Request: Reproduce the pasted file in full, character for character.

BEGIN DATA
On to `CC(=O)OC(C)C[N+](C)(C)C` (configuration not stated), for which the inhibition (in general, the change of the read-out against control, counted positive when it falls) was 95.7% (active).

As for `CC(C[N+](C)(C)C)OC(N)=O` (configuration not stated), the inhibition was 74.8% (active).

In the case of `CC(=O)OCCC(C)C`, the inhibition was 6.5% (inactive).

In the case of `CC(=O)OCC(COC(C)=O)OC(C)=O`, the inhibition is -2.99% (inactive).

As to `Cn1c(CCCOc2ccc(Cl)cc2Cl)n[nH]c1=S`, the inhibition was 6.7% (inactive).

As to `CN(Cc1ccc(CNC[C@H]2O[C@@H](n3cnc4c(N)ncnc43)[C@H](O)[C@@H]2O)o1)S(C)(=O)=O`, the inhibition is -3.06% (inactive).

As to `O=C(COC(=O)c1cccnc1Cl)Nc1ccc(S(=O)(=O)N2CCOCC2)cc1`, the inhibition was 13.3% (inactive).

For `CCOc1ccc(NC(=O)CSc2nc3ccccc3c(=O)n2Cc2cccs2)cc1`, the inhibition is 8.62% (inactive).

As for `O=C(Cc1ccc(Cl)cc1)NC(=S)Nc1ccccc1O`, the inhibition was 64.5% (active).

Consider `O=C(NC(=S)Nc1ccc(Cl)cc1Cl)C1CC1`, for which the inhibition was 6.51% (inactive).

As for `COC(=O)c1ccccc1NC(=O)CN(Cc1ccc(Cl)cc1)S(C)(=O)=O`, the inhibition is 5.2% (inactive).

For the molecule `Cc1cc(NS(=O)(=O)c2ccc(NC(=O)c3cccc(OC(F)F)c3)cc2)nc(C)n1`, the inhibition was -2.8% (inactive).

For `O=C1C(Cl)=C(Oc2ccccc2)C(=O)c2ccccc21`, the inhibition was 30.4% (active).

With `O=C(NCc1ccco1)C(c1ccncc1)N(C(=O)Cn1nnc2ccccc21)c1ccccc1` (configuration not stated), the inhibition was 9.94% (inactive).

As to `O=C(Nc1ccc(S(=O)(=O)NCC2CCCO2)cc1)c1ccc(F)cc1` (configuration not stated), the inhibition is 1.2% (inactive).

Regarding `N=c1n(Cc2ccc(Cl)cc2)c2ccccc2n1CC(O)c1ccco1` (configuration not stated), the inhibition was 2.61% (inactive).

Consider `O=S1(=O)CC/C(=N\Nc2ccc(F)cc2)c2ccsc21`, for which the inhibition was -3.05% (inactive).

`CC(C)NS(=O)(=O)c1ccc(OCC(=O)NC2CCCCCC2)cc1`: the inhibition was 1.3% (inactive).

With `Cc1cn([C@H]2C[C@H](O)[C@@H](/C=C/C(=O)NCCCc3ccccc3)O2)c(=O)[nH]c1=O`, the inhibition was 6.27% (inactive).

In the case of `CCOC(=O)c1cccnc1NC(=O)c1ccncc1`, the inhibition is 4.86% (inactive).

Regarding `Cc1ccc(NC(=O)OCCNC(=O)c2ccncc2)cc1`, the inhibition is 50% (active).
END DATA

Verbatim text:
On to `CC(=O)OC(C)C[N+](C)(C)C` (configuration not stated), for which the inhibition (in general, the change of the read-out against control, counted positive when it falls) was 95.7% (active).

As for `CC(C[N+](C)(C)C)OC(N)=O` (configuration not stated), the inhibition was 74.8% (active).

In the case of `CC(=O)OCCC(C)C`, the inhibition was 6.5% (inactive).

In the case of `CC(=O)OCC(COC(C)=O)OC(C)=O`, the inhibition is -2.99% (inactive).

As to `Cn1c(CCCOc2ccc(Cl)cc2Cl)n[nH]c1=S`, the inhibition was 6.7% (inactive).

As to `CN(Cc1ccc(CNC[C@H]2O[C@@H](n3cnc4c(N)ncnc43)[C@H](O)[C@@H]2O)o1)S(C)(=O)=O`, the inhibition is -3.06% (inactive).

As to `O=C(COC(=O)c1cccnc1Cl)Nc1ccc(S(=O)(=O)N2CCOCC2)cc1`, the inhibition was 13.3% (inactive).

For `CCOc1ccc(NC(=O)CSc2nc3ccccc3c(=O)n2Cc2cccs2)cc1`, the inhibition is 8.62% (inactive).

As for `O=C(Cc1ccc(Cl)cc1)NC(=S)Nc1ccccc1O`, the inhibition was 64.5% (active).

Consider `O=C(NC(=S)Nc1ccc(Cl)cc1Cl)C1CC1`, for which the inhibition was 6.51% (inactive).

As for `COC(=O)c1ccccc1NC(=O)CN(Cc1ccc(Cl)cc1)S(C)(=O)=O`, the inhibition is 5.2% (inactive).

For the molecule `Cc1cc(NS(=O)(=O)c2ccc(NC(=O)c3cccc(OC(F)F)c3)cc2)nc(C)n1`, the inhibition was -2.8% (inactive).

For `O=C1C(Cl)=C(Oc2ccccc2)C(=O)c2ccccc21`, the inhibition was 30.4% (active).

With `O=C(NCc1ccco1)C(c1ccncc1)N(C(=O)Cn1nnc2ccccc21)c1ccccc1` (configuration not stated), the inhibition was 9.94% (inactive).

As to `O=C(Nc1ccc(S(=O)(=O)NCC2CCCO2)cc1)c1ccc(F)cc1` (configuration not stated), the inhibition is 1.2% (inactive).

Regarding `N=c1n(Cc2ccc(Cl)cc2)c2ccccc2n1CC(O)c1ccco1` (configuration not stated), the inhibition was 2.61% (inactive).

Consider `O=S1(=O)CC/C(=N\Nc2ccc(F)cc2)c2ccsc21`, for which the inhibition was -3.05% (inactive).

`CC(C)NS(=O)(=O)c1ccc(OCC(=O)NC2CCCCCC2)cc1`: the inhibition was 1.3% (inactive).

With `Cc1cn([C@H]2C[C@H](O)[C@@H](/C=C/C(=O)NCCCc3ccccc3)O2)c(=O)[nH]c1=O`, the inhibition was 6.27% (inactive).

In the case of `CCOC(=O)c1cccnc1NC(=O)c1ccncc1`, the inhibition is 4.86% (inactive).

Regarding `Cc1ccc(NC(=O)OCCNC(=O)c2ccncc2)cc1`, the inhibition is 50% (active).